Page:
I was sorting through old boxes yesterday — part of recent decluttering kick — and I came across a folder of beer labels: Tucher, Paulaner, Chimay, Affligem, Kirin, Pete’s Wicked Ale. They’re from a time in my teens when I was discovering the world of beer, a world that seemed so new and exciting to me that I would soak each empty bottle overnight, peel the label off, dry it on a paper towel, and then transfer it to a scrapbook so that I would have a record of my journey. After a year of doing this, I stopped. The collection never became the comprehensive journal that I imagined it might be, but still I felt attached to it, so I saved it. It stayed with me through many apartments, many jobs, many phases of life, in storage, entering my awareness once every five or ten years during a move, accompanying me all the way into my forties.
Yesterday I managed to throw it out. Finally. Here’s why it took so long:
Over the years, whenever I thought about throwing the labels away, I would remember my former self, the person who decided to start the collection. I’d remember his optimism about the future, his faith that these mementos he was saving would be wanted and appreciated indefinitely, that they would stay useful as triggers for recollection. I’d think of that kid who diligently preserved each label as if to assemble a gift for the person he was going to become. I’d imagine how disappointed he would be to learn that his older self would have no use for the gift. I’d imagine how crushed he would be to know that the romantic image of his older self fondly flipping through the collection and experiencing a surge of delightful memories would never, in fact, materialize.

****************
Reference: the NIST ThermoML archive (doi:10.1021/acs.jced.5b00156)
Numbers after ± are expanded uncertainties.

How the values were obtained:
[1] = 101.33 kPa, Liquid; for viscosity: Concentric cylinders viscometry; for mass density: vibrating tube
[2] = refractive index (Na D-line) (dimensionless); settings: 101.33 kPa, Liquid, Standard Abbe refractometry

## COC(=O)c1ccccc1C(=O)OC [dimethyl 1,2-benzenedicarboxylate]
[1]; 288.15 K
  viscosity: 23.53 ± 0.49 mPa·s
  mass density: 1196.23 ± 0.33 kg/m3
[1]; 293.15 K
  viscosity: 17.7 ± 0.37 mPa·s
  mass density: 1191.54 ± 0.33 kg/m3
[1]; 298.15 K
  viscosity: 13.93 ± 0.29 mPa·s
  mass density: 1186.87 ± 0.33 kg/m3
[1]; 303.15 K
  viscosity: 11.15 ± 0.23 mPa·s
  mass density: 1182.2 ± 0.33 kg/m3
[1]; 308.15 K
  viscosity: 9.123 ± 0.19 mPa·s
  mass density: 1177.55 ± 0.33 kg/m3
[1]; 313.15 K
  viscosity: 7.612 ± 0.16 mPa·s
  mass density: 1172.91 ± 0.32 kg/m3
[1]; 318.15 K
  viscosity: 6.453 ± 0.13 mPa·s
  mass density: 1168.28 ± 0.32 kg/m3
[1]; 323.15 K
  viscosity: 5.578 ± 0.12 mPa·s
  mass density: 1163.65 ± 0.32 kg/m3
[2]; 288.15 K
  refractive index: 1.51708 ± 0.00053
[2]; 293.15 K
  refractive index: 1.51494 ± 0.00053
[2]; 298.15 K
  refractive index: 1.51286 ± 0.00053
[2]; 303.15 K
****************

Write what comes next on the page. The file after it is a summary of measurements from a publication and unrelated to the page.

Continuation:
I’d feel so mortified at the thought of letting my younger self down that I’d play a game of sorts, pretending that I still wanted the labels as he would have wanted me to. I’d reason that it wouldn’t hurt me to humor him, to put the labels back in a storage box, put the box in my attic, keep it a while longer.
Something changed yesterday. I tried an experiment. The experiment was to imagine my future self, the person I’ll be in ten or twenty years. What is my attitude toward that older person? Would I want him to faithfully preserve all of things he inherits from me? Would I want him to live in my mess? Would I want him to slavishly attend to all of my unfinished projects? Would I expect him to value everything I value now? Or would I want him to be free to seek fulfillment in his own present, unencumbered by the stuff I’m passing on to him?
I realized that my message to my future self, if there were some way I could convey it to him, would be this: “Go for it, guy. Do what you gotta do. Enjoy the time you have. I hope you’ll remember me. I hope you’ll feel connected to me. But don’t overdo it. I give you full permission to throw away every single thing I acquired, and to stop any project I started if it’s not helping you be whole.”
I’m not sure my teenage self would have formulated the same thought, but I’m sure if I could talk with him for a little while and explain some of the things I’ve learned over the years, he’d be on board with the message too. And he’d be happy that I finally got rid of those beer labels.